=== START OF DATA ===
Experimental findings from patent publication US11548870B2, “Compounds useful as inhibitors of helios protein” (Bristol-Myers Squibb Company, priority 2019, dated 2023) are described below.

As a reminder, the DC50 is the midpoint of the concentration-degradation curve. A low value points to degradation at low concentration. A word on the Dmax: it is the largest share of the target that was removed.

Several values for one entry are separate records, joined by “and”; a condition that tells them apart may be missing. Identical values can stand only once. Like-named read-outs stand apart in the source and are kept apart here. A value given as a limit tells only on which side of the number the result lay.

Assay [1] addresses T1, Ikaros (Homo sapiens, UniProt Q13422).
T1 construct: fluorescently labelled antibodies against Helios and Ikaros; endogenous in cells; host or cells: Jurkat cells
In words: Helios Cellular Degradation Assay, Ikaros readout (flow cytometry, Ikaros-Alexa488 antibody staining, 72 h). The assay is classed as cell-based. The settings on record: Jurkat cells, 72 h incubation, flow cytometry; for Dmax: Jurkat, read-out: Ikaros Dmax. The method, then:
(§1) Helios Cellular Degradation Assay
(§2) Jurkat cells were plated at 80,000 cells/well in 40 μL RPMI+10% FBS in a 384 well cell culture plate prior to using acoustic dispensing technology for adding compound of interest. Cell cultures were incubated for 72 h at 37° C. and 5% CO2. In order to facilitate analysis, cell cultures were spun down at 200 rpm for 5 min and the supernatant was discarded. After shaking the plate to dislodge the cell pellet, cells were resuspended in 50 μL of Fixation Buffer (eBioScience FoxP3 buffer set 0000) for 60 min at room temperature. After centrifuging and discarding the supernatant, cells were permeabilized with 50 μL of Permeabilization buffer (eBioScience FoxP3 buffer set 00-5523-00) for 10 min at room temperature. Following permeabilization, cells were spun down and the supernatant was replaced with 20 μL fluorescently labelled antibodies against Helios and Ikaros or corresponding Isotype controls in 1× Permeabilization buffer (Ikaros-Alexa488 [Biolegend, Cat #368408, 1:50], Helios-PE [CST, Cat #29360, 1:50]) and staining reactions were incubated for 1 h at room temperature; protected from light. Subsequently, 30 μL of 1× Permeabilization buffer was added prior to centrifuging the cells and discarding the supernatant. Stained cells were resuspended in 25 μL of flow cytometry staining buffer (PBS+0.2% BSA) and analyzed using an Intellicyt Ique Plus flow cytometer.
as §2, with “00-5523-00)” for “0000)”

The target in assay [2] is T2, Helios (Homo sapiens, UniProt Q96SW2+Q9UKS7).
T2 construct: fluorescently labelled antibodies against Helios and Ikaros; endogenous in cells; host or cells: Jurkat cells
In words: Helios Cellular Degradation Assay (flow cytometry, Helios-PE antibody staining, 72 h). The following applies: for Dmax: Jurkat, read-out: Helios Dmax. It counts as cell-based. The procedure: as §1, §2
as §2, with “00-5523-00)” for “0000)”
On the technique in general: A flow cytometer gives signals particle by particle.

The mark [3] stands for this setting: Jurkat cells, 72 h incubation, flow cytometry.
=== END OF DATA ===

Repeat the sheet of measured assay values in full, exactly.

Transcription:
Experimental findings from patent publication US11548870B2, “Compounds useful as inhibitors of helios protein” (Bristol-Myers Squibb Company, priority 2019, dated 2023) are described below.

As a reminder, the DC50 is the midpoint of the concentration-degradation curve. A low value points to degradation at low concentration. A word on the Dmax: it is the largest share of the target that was removed.

Several values for one entry are separate records, joined by “and”; a condition that tells them apart may be missing. Identical values can stand only once. Like-named read-outs stand apart in the source and are kept apart here. A value given as a limit tells only on which side of the number the result lay.

Assay [1] addresses T1, Ikaros (Homo sapiens, UniProt Q13422).
T1 construct: fluorescently labelled antibodies against Helios and Ikaros; endogenous in cells; host or cells: Jurkat cells
In words: Helios Cellular Degradation Assay, Ikaros readout (flow cytometry, Ikaros-Alexa488 antibody staining, 72 h). The assay is classed as cell-based. The settings on record: Jurkat cells, 72 h incubation, flow cytometry; for Dmax: Jurkat, read-out: Ikaros Dmax. The method, then:
(§1) Helios Cellular Degradation Assay
(§2) Jurkat cells were plated at 80,000 cells/well in 40 μL RPMI+10% FBS in a 384 well cell culture plate prior to using acoustic dispensing technology for adding compound of interest. Cell cultures were incubated for 72 h at 37° C. and 5% CO2. In order to facilitate analysis, cell cultures were spun down at 200 rpm for 5 min and the supernatant was discarded. After shaking the plate to dislodge the cell pellet, cells were resuspended in 50 μL of Fixation Buffer (eBioScience FoxP3 buffer set 0000) for 60 min at room temperature. After centrifuging and discarding the supernatant, cells were permeabilized with 50 μL of Permeabilization buffer (eBioScience FoxP3 buffer set 00-5523-00) for 10 min at room temperature. Following permeabilization, cells were spun down and the supernatant was replaced with 20 μL fluorescently labelled antibodies against Helios and Ikaros or corresponding Isotype controls in 1× Permeabilization buffer (Ikaros-Alexa488 [Biolegend, Cat #368408, 1:50], Helios-PE [CST, Cat #29360, 1:50]) and staining reactions were incubated for 1 h at room temperature; protected from light. Subsequently, 30 μL of 1× Permeabilization buffer was added prior to centrifuging the cells and discarding the supernatant. Stained cells were resuspended in 25 μL of flow cytometry staining buffer (PBS+0.2% BSA) and analyzed using an Intellicyt Ique Plus flow cytometer.
as §2, with “00-5523-00)” for “0000)”

The target in assay [2] is T2, Helios (Homo sapiens, UniProt Q96SW2+Q9UKS7).
T2 construct: fluorescently labelled antibodies against Helios and Ikaros; endogenous in cells; host or cells: Jurkat cells
In words: Helios Cellular Degradation Assay (flow cytometry, Helios-PE antibody staining, 72 h). The following applies: for Dmax: Jurkat, read-out: Helios Dmax. It counts as cell-based. The procedure: as §1, §2
as §2, with “00-5523-00)” for “0000)”
On the technique in general: A flow cytometer gives signals particle by particle.

The mark [3] stands for this setting: Jurkat cells, 72 h incubation, flow cytometry.